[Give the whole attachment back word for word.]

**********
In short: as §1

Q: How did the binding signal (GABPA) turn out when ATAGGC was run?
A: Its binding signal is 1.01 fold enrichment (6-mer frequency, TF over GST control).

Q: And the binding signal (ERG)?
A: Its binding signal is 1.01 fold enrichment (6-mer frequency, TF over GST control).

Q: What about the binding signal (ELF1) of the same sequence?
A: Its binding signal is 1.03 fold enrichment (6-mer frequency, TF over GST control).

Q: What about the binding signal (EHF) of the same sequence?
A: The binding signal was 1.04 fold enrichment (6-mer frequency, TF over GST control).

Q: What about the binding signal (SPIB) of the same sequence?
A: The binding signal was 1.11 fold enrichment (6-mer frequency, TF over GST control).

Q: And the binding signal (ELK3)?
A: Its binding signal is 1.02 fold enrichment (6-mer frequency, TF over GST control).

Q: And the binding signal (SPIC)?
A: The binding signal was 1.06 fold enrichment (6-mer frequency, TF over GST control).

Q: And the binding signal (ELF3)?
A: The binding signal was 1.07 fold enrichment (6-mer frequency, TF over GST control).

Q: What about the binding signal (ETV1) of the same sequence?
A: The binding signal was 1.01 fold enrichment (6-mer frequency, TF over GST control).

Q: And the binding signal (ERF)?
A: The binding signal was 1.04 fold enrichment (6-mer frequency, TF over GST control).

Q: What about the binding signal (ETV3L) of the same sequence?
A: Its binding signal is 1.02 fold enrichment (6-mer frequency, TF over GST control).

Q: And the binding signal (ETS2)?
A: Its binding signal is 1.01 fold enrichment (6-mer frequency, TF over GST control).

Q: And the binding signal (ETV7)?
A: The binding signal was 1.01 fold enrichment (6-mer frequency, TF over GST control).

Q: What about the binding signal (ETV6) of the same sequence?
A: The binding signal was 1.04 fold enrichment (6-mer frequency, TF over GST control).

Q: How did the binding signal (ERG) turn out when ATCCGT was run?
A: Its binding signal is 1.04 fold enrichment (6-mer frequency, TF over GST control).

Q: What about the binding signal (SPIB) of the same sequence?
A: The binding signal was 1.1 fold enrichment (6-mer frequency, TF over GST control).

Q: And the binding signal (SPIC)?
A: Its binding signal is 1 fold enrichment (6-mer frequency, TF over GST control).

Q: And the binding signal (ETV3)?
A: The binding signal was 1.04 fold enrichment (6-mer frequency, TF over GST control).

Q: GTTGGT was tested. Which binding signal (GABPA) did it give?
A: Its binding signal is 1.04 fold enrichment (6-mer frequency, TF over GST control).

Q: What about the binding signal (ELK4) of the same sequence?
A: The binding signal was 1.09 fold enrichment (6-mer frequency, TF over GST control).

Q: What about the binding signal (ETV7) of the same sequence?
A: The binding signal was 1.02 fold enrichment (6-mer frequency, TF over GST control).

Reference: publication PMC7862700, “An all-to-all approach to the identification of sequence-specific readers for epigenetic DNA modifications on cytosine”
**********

In short: as §1

Q: How did the binding signal (GABPA) turn out when ATAGGC was run?
A: Its binding signal is 1.01 fold enrichment (6-mer frequency, TF over GST control).

Q: And the binding signal (ERG)?
A: Its binding signal is 1.01 fold enrichment (6-mer frequency, TF over GST control).

Q: What about the binding signal (ELF1) of the same sequence?
A: Its binding signal is 1.03 fold enrichment (6-mer frequency, TF over GST control).

Q: What about the binding signal (EHF) of the same sequence?
A: The binding signal was 1.04 fold enrichment (6-mer frequency, TF over GST control).

Q: What about the binding signal (SPIB) of the same sequence?
A: The binding signal was 1.11 fold enrichment (6-mer frequency, TF over GST control).

Q: And the binding signal (ELK3)?
A: Its binding signal is 1.02 fold enrichment (6-mer frequency, TF over GST control).

Q: And the binding signal (SPIC)?
A: The binding signal was 1.06 fold enrichment (6-mer frequency, TF over GST control).

Q: And the binding signal (ELF3)?
A: The binding signal was 1.07 fold enrichment (6-mer frequency, TF over GST control).

Q: What about the binding signal (ETV1) of the same sequence?
A: The binding signal was 1.01 fold enrichment (6-mer frequency, TF over GST control).

Q: And the binding signal (ERF)?
A: The binding signal was 1.04 fold enrichment (6-mer frequency, TF over GST control).

Q: What about the binding signal (ETV3L) of the same sequence?
A: Its binding signal is 1.02 fold enrichment (6-mer frequency, TF over GST control).

Q: And the binding signal (ETS2)?
A: Its binding signal is 1.01 fold enrichment (6-mer frequency, TF over GST control).

Q: And the binding signal (ETV7)?
A: The binding signal was 1.01 fold enrichment (6-mer frequency, TF over GST control).

Q: What about the binding signal (ETV6) of the same sequence?
A: The binding signal was 1.04 fold enrichment (6-mer frequency, TF over GST control).

Q: How did the binding signal (ERG) turn out when ATCCGT was run?
A: Its binding signal is 1.04 fold enrichment (6-mer frequency, TF over GST control).

Q: What about the binding signal (SPIB) of the same sequence?
A: The binding signal was 1.1 fold enrichment (6-mer frequency, TF over GST control).

Q: And the binding signal (SPIC)?
A: Its binding signal is 1 fold enrichment (6-mer frequency, TF over GST control).

Q: And the binding signal (ETV3)?
A: The binding signal was 1.04 fold enrichment (6-mer frequency, TF over GST control).

Q: GTTGGT was tested. Which binding signal (GABPA) did it give?
A: Its binding signal is 1.04 fold enrichment (6-mer frequency, TF over GST control).

Q: What about the binding signal (ELK4) of the same sequence?
A: The binding signal was 1.09 fold enrichment (6-mer frequency, TF over GST control).

Q: What about the binding signal (ETV7) of the same sequence?
A: The binding signal was 1.02 fold enrichment (6-mer frequency, TF over GST control).

Reference: publication PMC7862700, “An all-to-all approach to the identification of sequence-specific readers for epigenetic DNA modifications on cytosine”